UW-Milwaukee Peck School of the Arts Mainstage Theatre
April 22 – May 8, 2005
“Johnny Lee Davenport, who is African-American, will play Shylock. [Director David] Chambers said he was not seeking a black man to play the role.
‘I look for the best actor for the job, and Johnny was that. He was not chosen for his color, but he has brought a lot of gravitas and power to the character that I think our culture will strongly recognize.’
Chambers said he is not aware of any other African-American having played Shylock in the past.”
—Damien Jaques, Milwaukee Journal Sentinel (April 10, 2005)
“Chambers pushes the play toward edgy boundaries, employs wildly fun and in-your-face designs, shifts our perception of Shylock by a few degrees, and elicits a stirring performance of striking clarity and sublime beauty.
A theme underlies all of this. Renaissance Venice was flourishing, and a group of young Christian men were the beneficiaries of the good economic times. The affluence bred arrogance, intolerance and selfish excess.
Moral decay was ripening. Baiting an older Jewish moneylender was accepted sport.
Frame ‘The Merchant of Venice’ in this milieu, and the motivations behind the story’s characters become real and rational. Shylock’s insistence on taking a pound of Christian flesh rather than money for default on a loan is the revenge of an embittered man.
His famous ‘Hath not a Jew eyes?’ speech is not a plea for sympathy or even understanding but a declaration of vengeance. Asserting that Jews can be just as heartless as Christians, he says, ‘The villainy you teach me I will execute.’
It’s a statement of empowerment, and the well-spoken Johnny Lee Davenport plays Shylock with a physical energy and vigor rarely seen in the character. ‘Merchant’ snaps into focus as a play about bullying — on both sides of the conflict.”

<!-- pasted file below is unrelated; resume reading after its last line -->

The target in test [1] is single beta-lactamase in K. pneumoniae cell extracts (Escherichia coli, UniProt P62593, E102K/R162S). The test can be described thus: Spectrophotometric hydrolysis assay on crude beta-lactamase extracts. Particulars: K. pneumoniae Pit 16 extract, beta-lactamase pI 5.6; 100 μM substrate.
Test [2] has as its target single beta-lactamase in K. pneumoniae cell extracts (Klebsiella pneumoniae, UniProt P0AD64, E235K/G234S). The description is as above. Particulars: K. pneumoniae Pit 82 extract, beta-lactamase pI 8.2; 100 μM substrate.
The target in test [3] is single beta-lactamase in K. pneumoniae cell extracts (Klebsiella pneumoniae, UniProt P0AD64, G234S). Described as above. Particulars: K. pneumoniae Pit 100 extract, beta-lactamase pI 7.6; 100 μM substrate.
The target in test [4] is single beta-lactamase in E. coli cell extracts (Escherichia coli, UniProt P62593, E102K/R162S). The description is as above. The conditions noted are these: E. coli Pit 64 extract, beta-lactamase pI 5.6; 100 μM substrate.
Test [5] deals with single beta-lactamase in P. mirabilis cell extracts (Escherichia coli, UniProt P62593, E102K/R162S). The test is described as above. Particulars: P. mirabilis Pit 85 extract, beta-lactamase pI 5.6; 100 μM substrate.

—Damien Jaques, Milwaukee Journal Sentinel (April 24, 2005)
“There’s a lot to like about Milwaukee Shakespeare’s ambitious production of ‘The Merchant of Venice.’ Johnny Lee Davenport’s portrayal of Shylock is stunning, bringing energy and passion to a character who is often (erroneously) played as a shambling, embittered old man.”
—Laura Williams, OnMilwaukee.com (May 5, 2005)
On the loss of Milwaukee Shakespeare
“[Artistic Director Paula] Suozzi even lured Yale theater professor David Chambers, who has directed at many of the country’s most respected regional theaters and in Europe, to stage ‘The Merchant of Venice.’ Here is a sentence from my April 24, 2005, review of that production:
‘Chambers pushes the play toward edgy boundaries, employs wildly fun and in-your-face designs, shifts our perception of Shylock by a few degrees, and elicits a stirring performance of striking clarity and sublime beauty.’
His ‘Merchant’ was among the most memorable theater pieces I have seen in the past decade.”
—Damien Jaques, Milwaukee Journal Sentinel (November 1, 2008)